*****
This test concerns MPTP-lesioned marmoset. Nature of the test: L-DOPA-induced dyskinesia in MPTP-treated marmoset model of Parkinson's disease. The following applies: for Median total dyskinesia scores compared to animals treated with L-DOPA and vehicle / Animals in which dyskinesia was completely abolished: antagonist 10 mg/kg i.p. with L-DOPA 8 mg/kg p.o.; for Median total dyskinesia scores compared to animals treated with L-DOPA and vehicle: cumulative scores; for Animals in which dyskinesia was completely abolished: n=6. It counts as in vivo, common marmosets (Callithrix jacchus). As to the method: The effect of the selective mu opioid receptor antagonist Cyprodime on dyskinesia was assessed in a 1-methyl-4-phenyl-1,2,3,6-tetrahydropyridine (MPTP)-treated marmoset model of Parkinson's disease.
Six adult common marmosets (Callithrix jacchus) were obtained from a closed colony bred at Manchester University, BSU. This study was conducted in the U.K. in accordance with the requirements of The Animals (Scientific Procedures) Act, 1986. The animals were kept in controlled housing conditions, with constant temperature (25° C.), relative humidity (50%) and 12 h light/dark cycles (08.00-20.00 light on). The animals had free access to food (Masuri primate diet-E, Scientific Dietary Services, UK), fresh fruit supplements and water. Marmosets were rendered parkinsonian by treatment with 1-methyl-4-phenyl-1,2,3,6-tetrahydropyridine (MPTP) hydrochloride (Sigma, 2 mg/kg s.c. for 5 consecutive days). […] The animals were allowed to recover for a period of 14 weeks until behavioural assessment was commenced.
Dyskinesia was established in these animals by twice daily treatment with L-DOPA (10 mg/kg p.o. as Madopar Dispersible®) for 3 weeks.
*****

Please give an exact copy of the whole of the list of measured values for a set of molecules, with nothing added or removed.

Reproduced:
This test concerns MPTP-lesioned marmoset. Nature of the test: L-DOPA-induced dyskinesia in MPTP-treated marmoset model of Parkinson's disease. The following applies: for Median total dyskinesia scores compared to animals treated with L-DOPA and vehicle / Animals in which dyskinesia was completely abolished: antagonist 10 mg/kg i.p. with L-DOPA 8 mg/kg p.o.; for Median total dyskinesia scores compared to animals treated with L-DOPA and vehicle: cumulative scores; for Animals in which dyskinesia was completely abolished: n=6. It counts as in vivo, common marmosets (Callithrix jacchus). As to the method: The effect of the selective mu opioid receptor antagonist Cyprodime on dyskinesia was assessed in a 1-methyl-4-phenyl-1,2,3,6-tetrahydropyridine (MPTP)-treated marmoset model of Parkinson's disease.
Six adult common marmosets (Callithrix jacchus) were obtained from a closed colony bred at Manchester University, BSU. This study was conducted in the U.K. in accordance with the requirements of The Animals (Scientific Procedures) Act, 1986. The animals were kept in controlled housing conditions, with constant temperature (25° C.), relative humidity (50%) and 12 h light/dark cycles (08.00-20.00 light on). The animals had free access to food (Masuri primate diet-E, Scientific Dietary Services, UK), fresh fruit supplements and water. Marmosets were rendered parkinsonian by treatment with 1-methyl-4-phenyl-1,2,3,6-tetrahydropyridine (MPTP) hydrochloride (Sigma, 2 mg/kg s.c. for 5 consecutive days). […] The animals were allowed to recover for a period of 14 weeks until behavioural assessment was commenced.
Dyskinesia was established in these animals by twice daily treatment with L-DOPA (10 mg/kg p.o. as Madopar Dispersible®) for 3 weeks.